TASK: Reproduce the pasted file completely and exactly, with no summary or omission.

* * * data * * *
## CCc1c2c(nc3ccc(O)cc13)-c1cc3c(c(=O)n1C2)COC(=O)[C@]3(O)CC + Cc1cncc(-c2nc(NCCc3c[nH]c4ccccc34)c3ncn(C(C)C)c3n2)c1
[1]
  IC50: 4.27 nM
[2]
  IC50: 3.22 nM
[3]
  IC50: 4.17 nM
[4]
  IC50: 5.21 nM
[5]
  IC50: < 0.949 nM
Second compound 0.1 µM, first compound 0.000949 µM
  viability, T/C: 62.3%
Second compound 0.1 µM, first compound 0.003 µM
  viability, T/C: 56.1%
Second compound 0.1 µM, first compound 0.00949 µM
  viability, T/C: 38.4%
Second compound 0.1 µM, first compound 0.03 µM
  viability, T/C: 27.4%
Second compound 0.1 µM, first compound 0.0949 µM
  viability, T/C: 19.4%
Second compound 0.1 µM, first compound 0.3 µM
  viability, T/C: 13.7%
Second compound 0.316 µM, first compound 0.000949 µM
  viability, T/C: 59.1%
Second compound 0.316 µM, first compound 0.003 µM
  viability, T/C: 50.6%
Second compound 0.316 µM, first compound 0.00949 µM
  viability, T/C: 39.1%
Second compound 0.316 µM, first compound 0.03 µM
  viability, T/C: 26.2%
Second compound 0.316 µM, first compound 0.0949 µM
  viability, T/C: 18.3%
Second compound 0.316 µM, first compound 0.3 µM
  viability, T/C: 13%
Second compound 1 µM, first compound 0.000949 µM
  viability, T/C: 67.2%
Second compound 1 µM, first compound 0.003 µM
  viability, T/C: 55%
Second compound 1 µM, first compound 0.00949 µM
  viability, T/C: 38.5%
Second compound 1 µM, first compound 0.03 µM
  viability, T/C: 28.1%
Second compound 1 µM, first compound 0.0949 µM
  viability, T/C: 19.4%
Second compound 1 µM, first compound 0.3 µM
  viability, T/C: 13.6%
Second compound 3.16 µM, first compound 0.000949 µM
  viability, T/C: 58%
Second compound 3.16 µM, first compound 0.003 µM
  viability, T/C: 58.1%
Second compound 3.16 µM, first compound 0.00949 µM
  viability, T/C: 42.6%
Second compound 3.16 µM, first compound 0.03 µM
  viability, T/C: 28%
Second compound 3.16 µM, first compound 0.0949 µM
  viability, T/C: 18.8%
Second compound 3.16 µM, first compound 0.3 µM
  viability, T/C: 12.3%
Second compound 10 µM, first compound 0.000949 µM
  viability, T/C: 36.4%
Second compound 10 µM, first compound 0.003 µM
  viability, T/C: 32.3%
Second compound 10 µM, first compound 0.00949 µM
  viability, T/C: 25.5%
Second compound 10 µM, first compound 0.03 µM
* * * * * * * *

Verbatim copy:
## CCc1c2c(nc3ccc(O)cc13)-c1cc3c(c(=O)n1C2)COC(=O)[C@]3(O)CC + Cc1cncc(-c2nc(NCCc3c[nH]c4ccccc34)c3ncn(C(C)C)c3n2)c1
[1]
  IC50: 4.27 nM
[2]
  IC50: 3.22 nM
[3]
  IC50: 4.17 nM
[4]
  IC50: 5.21 nM
[5]
  IC50: < 0.949 nM
Second compound 0.1 µM, first compound 0.000949 µM
  viability, T/C: 62.3%
Second compound 0.1 µM, first compound 0.003 µM
  viability, T/C: 56.1%
Second compound 0.1 µM, first compound 0.00949 µM
  viability, T/C: 38.4%
Second compound 0.1 µM, first compound 0.03 µM
  viability, T/C: 27.4%
Second compound 0.1 µM, first compound 0.0949 µM
  viability, T/C: 19.4%
Second compound 0.1 µM, first compound 0.3 µM
  viability, T/C: 13.7%
Second compound 0.316 µM, first compound 0.000949 µM
  viability, T/C: 59.1%
Second compound 0.316 µM, first compound 0.003 µM
  viability, T/C: 50.6%
Second compound 0.316 µM, first compound 0.00949 µM
  viability, T/C: 39.1%
Second compound 0.316 µM, first compound 0.03 µM
  viability, T/C: 26.2%
Second compound 0.316 µM, first compound 0.0949 µM
  viability, T/C: 18.3%
Second compound 0.316 µM, first compound 0.3 µM
  viability, T/C: 13%
Second compound 1 µM, first compound 0.000949 µM
  viability, T/C: 67.2%
Second compound 1 µM, first compound 0.003 µM
  viability, T/C: 55%
Second compound 1 µM, first compound 0.00949 µM
  viability, T/C: 38.5%
Second compound 1 µM, first compound 0.03 µM
  viability, T/C: 28.1%
Second compound 1 µM, first compound 0.0949 µM
  viability, T/C: 19.4%
Second compound 1 µM, first compound 0.3 µM
  viability, T/C: 13.6%
Second compound 3.16 µM, first compound 0.000949 µM
  viability, T/C: 58%
Second compound 3.16 µM, first compound 0.003 µM
  viability, T/C: 58.1%
Second compound 3.16 µM, first compound 0.00949 µM
  viability, T/C: 42.6%
Second compound 3.16 µM, first compound 0.03 µM
  viability, T/C: 28%
Second compound 3.16 µM, first compound 0.0949 µM
  viability, T/C: 18.8%
Second compound 3.16 µM, first compound 0.3 µM
  viability, T/C: 12.3%
Second compound 10 µM, first compound 0.000949 µM
  viability, T/C: 36.4%
Second compound 10 µM, first compound 0.003 µM
  viability, T/C: 32.3%
Second compound 10 µM, first compound 0.00949 µM
  viability, T/C: 25.5%
Second compound 10 µM, first compound 0.03 µM